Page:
Practical Tips to keep Kids Reading
There are hundreds of ways to get kids reading without forcing them to do it. Here are some that I have personally tried with my own kids. (In no order of importance)
1. Have them to exchange mailing addresses with their classmates so they can send and receive letters. Even if they live 1 block away, kids love to hear from their peers. It gives the illusion of being a "grown up" experience. For the most part, they've only seen adults receive mail, so it will be a special treat to receive something in the mailbox, just for them. This works exceptionally well in the summer time.
2. Put together a scavenger hunt using sections of the newspaper. Find word phrases and paragraphs in various parts of the newspaper and write them on index cards. In order to find the phrases, kids must A)figure out which section of the newspaper the article would be located in and B)Read.
3. Have them to read to a younger sibling. This allows them to show off their skills and the bragging rights that goes along with being the "older" sibling. It also makes them feel somewhat responsible for their younger sibling.
4. Help them to find books relevant to their interests. After being bored with school books all day, kids are relieved to know that there are books on subjects such as their favorite sport or their pet hamster.
5. Allow them to stay up a few minutes later while reading a book in bed. There's nothing they won't do to stay up a few minutes longer. They will soon discover there is nothing like cozying under to covers with a good book.
6. Start a neighborhood book club for kids. Provide refreshments and allow them to meet and discuss books (of their choice)at your home. The desire to read will increase with the social impact. Not only will they look forward to seeing their friends on a regular basis, they will take pride in the fact that it's their "own" club.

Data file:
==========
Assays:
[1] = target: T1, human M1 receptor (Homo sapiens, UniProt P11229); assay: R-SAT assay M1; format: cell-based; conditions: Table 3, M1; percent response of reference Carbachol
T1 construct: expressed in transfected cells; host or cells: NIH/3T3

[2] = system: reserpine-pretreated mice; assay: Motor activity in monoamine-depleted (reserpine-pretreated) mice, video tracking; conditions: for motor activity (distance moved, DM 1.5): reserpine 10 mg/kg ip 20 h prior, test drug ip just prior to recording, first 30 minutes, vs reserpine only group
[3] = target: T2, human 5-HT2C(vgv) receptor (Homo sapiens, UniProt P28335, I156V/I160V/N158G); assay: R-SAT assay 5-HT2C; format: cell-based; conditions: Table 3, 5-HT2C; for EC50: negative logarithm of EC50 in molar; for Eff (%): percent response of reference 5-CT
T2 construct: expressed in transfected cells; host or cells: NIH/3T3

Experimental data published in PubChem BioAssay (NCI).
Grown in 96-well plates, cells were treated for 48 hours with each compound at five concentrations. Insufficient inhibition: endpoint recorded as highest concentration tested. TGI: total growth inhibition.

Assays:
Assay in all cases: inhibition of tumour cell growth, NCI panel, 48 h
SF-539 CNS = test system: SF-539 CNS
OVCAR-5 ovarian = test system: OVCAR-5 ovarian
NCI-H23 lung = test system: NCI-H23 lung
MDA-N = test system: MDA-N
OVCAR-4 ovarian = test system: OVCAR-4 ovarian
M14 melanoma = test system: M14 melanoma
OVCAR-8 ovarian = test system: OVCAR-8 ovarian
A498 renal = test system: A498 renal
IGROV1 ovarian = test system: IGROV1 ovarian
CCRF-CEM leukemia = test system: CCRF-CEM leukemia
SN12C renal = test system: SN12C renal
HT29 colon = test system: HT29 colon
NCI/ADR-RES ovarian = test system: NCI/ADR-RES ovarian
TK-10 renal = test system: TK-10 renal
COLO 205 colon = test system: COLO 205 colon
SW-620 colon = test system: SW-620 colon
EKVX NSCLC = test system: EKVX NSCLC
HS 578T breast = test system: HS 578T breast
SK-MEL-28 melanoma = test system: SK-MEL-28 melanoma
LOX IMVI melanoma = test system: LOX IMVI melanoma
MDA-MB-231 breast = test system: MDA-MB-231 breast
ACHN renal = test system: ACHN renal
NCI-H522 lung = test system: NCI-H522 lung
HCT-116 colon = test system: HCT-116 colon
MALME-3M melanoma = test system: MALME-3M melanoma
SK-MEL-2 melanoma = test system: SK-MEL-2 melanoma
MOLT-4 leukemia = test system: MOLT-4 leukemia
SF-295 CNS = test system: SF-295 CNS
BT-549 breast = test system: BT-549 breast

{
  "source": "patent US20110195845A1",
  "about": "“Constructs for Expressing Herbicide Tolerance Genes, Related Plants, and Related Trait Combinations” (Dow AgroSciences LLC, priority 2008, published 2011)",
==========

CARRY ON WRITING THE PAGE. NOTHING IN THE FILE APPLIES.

7. Send them emails on a variety of interesting topics from short stories to jokes. They'll get a kick out of checking email- and seeing positive communication from you is a welcome break from the usual "to do" lists or scoldings.
8. Enroll in Summer Reading Programs where they are rewarded for the number of books read. Usually Libraries are a good source for reading programs. If you can't find one in your local area, start one in your home for your kids. If you're feeling brave, involve your neighbors kids as well. A little healthy reading competition between neighbors can be good for the esteem. Everyone's a winner.
9. Purchase Personalized Books. These are storybooks that make your child the star of the story. Personalized books capture the childs' attention by using the child's name and other facts about them in the story. This boosts the child's self esteem and makes them want to read the book over and over again.
10. Enroll your children in book clubs where they can expect to receive a different book each month. Kids love receiving mail just for them. The book club selections are often a mystery so, they'll never know what to expect next.
Good Reading Habits start with you....
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